I left worried, but still hopeful. Being well read on betas, and research papers, I knew what I was hoping for in the numbers. Although I got a positive beta, the numbers soon stopped doubling at the correct rate (+/- 48 hours at the beginning) to a final doubling time in my case, of 840 hours (35 days). Classically this was the marker of a highly aneuploidy embryo. It was a total disaster.

This pregnancy failure was not mine, I had become a victim of a badly run laboratory and clinic of questionable practise. The Director had even counselled me for a triplet pregnancy, and possible fetal reduction at the transfer. He had seen what my embryos looked like (morphologically) and even a novice embryologist could have taken a guess they weren’t top quality.

After the pregnancy completely failed at around 6 weeks, I finally received information about the donor; she was almost 35, the oldest donor on their books, and they had completely overruled my request for a young healthy donor. Subsequent CGH analysis of the fetal content proved it was a Trisomy 3 fetus, which would not have even made 12 weeks gestation. I had ended up with a success probability of zero. From a good blastocyst I felt I would probably have had a live birth.

I was distraught, financially blown away, and in disbelief. This was NOT going to happen to me again!! It was now Christmas and I had to try and keep a grip on myself, appear happy for my lovely children, whilst reeling from the nonchalant Merry-go-round attitude of this clinic.

Almost ready to give up, but being extremely tenacious, I further discussed the recent disaster with a friend in a holistic clinic in London (Zita West Clinic, London). She mentioned that they had recently started working with a new fertility clinic in Prague, and they reported great success. All 7 of the ladies they sent, were pregnant, mainly on first attempt, and a good number with twins. I needed nothing more than the phone number.

This is CUBE. Welcome to a world which is different from everything you have previously experienced.

In total contrast to the other clinics I visited, this was run from the top by a practitioner of excellence, who plainly has a customer driven desire to be a clinical leader. In short Hana Visnova is the creator of miracles. Her hand-picked team share the same ethos, putting customers first in a business like – but compassionate and caring – way.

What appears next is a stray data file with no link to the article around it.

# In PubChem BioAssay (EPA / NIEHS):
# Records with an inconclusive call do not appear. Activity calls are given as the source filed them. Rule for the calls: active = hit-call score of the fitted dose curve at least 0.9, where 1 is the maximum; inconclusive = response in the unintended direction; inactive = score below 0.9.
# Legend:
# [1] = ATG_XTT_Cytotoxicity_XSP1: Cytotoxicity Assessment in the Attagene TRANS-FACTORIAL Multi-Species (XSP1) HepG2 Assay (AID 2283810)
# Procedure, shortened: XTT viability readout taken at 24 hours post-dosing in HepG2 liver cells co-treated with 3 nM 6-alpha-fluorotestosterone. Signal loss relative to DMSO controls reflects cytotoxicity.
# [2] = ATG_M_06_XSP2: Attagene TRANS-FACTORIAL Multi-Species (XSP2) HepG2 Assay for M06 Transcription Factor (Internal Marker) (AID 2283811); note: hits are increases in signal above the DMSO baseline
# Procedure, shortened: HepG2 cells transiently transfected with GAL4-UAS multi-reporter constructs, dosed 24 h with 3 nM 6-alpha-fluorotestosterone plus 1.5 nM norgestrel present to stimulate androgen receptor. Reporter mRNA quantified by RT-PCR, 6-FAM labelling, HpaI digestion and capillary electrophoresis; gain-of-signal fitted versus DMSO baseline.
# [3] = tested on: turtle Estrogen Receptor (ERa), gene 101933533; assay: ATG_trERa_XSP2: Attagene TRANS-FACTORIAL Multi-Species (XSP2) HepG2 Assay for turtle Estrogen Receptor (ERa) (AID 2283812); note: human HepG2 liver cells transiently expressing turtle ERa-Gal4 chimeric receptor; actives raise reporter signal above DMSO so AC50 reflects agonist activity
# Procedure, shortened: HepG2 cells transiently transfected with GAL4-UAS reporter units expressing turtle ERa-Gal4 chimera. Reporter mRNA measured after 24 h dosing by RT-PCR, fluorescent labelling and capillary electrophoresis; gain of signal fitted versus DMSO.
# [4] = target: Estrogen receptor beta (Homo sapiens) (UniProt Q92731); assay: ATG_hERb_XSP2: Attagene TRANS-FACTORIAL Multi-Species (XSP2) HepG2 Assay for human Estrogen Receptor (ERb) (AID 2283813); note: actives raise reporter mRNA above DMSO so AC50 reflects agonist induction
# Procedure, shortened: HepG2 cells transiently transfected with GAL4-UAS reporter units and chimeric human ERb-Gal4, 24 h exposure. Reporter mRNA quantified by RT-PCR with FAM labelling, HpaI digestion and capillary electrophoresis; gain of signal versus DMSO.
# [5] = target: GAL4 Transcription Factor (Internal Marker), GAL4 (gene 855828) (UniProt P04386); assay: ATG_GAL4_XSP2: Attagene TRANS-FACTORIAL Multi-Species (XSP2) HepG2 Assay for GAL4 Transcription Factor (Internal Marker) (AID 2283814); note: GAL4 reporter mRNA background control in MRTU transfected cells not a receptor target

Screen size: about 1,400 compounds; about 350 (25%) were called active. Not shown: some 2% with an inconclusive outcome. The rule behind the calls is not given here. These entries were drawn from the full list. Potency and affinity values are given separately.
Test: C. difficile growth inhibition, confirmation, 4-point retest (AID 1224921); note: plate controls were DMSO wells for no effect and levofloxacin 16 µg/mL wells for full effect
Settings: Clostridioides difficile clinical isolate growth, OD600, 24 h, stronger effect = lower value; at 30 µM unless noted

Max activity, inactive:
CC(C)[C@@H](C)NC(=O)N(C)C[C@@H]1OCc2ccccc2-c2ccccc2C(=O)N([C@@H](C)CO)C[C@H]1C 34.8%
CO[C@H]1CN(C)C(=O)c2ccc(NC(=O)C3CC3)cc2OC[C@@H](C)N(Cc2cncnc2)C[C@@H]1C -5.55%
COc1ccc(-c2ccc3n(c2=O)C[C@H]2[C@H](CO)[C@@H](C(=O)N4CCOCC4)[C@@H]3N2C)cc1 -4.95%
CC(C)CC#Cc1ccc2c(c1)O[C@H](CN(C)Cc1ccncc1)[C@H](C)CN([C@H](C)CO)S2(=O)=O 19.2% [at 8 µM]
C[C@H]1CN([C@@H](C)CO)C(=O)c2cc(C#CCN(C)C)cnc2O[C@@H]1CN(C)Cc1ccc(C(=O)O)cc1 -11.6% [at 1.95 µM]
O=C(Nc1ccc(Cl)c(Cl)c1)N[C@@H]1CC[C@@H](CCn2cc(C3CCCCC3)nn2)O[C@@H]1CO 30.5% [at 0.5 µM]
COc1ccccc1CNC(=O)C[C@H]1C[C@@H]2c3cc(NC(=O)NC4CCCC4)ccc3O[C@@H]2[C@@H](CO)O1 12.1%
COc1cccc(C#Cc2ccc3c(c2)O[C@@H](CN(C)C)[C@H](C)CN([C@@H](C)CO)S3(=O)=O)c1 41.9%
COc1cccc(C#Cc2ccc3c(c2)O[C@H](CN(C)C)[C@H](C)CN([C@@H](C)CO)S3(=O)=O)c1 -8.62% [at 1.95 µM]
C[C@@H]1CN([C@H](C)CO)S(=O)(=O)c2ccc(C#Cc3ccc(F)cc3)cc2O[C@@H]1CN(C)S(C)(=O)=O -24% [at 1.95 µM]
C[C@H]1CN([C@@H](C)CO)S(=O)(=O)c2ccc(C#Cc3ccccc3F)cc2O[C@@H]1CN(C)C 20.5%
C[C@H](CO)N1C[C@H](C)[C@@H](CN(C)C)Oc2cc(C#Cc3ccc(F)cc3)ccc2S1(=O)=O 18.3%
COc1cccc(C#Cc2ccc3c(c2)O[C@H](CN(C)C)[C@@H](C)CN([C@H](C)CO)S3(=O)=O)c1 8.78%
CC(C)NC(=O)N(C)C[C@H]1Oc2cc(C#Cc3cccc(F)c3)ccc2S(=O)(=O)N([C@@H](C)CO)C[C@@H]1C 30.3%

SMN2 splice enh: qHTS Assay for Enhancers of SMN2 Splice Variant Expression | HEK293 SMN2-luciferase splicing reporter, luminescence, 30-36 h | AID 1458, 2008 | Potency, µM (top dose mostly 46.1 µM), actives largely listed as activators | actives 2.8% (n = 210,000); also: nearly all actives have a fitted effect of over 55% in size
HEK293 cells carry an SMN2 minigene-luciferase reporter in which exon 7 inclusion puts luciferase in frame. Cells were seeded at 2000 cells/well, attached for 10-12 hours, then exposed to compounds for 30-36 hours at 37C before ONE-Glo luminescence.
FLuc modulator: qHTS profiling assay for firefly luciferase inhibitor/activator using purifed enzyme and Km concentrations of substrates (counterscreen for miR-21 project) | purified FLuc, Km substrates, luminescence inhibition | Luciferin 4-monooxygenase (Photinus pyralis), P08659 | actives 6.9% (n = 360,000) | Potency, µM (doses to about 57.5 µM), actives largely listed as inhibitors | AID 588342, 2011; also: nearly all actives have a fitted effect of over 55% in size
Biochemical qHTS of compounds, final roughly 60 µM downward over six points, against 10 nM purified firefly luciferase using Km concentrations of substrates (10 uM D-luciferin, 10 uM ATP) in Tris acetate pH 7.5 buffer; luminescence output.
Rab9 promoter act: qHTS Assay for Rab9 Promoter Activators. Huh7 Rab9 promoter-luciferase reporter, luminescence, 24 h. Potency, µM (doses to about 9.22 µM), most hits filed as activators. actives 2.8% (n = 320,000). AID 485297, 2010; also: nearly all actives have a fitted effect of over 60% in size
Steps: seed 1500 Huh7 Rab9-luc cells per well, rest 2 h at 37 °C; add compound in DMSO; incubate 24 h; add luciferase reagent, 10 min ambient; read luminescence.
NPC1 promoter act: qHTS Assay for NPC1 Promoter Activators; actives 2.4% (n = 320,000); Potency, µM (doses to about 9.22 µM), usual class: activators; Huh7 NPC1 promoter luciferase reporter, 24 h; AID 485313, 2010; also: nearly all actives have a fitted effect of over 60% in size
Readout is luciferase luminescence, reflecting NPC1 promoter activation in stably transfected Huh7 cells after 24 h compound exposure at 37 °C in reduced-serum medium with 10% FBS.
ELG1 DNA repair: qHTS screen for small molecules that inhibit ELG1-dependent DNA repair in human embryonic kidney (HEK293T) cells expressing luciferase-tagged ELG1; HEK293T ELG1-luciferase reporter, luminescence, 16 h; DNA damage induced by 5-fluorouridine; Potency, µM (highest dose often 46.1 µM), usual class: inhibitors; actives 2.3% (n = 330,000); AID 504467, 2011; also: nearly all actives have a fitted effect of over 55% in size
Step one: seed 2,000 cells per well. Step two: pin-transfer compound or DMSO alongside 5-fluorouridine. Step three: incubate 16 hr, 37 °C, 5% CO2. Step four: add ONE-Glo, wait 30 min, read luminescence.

Having completed paperwork, I travelled for an initial consultation, at which I left with a bag of medication, and renewed trust in fertility medicine. I went home and waited for donor matching. Six weeks later I had had my transfer, and was ecstatic to be pregnant once more.

I knew basic details about the donor, important to me was phenotype match and blood compatibility, as I am rhesus negative. Above everything else, I trusted them as a clinic. They had excellent communications.

To go for Donor Egg is a very personal and highly emotive decision. My partner was against the concept for quite some time. I was more pragmatic – I saw it as an inventive way of beating the clock. If your eggs don’t work, if you have Repeated Implantation Failure (RIF), if age is against you, Donor Egg is a logical and sensible step to take, rather than pursuing endlessly cycle after cycle of Own Egg IVF, and watching your hopes die each time. I would also recommend genetic testing, with a FISH minimum, but CGH is supposed to be best as it checks all the chromosomes. It is of course expensive, but more likely to give you your happy ending. I have since sent a friend through a 3rd party to Cube, and she gives birth within a few weeks after 8 years of primary infertility.

CUBE went above and beyond the call of what was necessary, and I can only thank them from the bottom of my heart. There is not a day when I don’t look at my daughter, and thank God that I had the courage to jump ship, into the unknown, and discover there are special places in the world, in this business. After the rain comes the rainbow.

This child you see in your dreams, she can be a reality, if you dare to try...